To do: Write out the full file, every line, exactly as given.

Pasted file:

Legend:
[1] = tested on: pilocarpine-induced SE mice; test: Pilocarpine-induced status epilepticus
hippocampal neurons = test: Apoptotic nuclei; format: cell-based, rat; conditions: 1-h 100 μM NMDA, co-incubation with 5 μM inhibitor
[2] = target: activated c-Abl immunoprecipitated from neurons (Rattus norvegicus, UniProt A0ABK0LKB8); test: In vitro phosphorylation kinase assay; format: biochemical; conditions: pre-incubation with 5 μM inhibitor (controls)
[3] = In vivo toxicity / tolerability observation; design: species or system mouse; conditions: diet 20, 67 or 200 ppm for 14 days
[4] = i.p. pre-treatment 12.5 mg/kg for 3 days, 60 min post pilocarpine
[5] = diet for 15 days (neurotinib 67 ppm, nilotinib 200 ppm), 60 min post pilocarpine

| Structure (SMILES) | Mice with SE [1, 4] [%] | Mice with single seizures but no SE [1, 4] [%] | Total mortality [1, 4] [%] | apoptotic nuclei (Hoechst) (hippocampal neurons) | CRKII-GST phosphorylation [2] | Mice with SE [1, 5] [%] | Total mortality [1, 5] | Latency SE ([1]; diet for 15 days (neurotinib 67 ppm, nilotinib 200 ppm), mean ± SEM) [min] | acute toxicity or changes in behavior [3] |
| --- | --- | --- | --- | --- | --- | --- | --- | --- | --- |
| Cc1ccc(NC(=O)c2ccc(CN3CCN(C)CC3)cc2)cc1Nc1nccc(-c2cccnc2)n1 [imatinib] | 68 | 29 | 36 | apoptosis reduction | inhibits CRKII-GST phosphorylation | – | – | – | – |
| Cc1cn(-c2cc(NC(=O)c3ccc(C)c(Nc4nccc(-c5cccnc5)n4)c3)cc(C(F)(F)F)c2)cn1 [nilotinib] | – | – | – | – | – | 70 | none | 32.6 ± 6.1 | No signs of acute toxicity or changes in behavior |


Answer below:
Legend:
[1] = tested on: pilocarpine-induced SE mice; test: Pilocarpine-induced status epilepticus
hippocampal neurons = test: Apoptotic nuclei; format: cell-based, rat; conditions: 1-h 100 μM NMDA, co-incubation with 5 μM inhibitor
[2] = target: activated c-Abl immunoprecipitated from neurons (Rattus norvegicus, UniProt A0ABK0LKB8); test: In vitro phosphorylation kinase assay; format: biochemical; conditions: pre-incubation with 5 μM inhibitor (controls)
[3] = In vivo toxicity / tolerability observation; design: species or system mouse; conditions: diet 20, 67 or 200 ppm for 14 days
[4] = i.p. pre-treatment 12.5 mg/kg for 3 days, 60 min post pilocarpine
[5] = diet for 15 days (neurotinib 67 ppm, nilotinib 200 ppm), 60 min post pilocarpine

| Structure (SMILES) | Mice with SE [1, 4] [%] | Mice with single seizures but no SE [1, 4] [%] | Total mortality [1, 4] [%] | apoptotic nuclei (Hoechst) (hippocampal neurons) | CRKII-GST phosphorylation [2] | Mice with SE [1, 5] [%] | Total mortality [1, 5] | Latency SE ([1]; diet for 15 days (neurotinib 67 ppm, nilotinib 200 ppm), mean ± SEM) [min] | acute toxicity or changes in behavior [3] |
| --- | --- | --- | --- | --- | --- | --- | --- | --- | --- |
| Cc1ccc(NC(=O)c2ccc(CN3CCN(C)CC3)cc2)cc1Nc1nccc(-c2cccnc2)n1 [imatinib] | 68 | 29 | 36 | apoptosis reduction | inhibits CRKII-GST phosphorylation | – | – | – | – |
| Cc1cn(-c2cc(NC(=O)c3ccc(C)c(Nc4nccc(-c5cccnc5)n4)c3)cc(C(F)(F)F)c2)cn1 [nilotinib] | – | – | – | – | – | 70 | none | 32.6 ± 6.1 | No signs of acute toxicity or changes in behavior |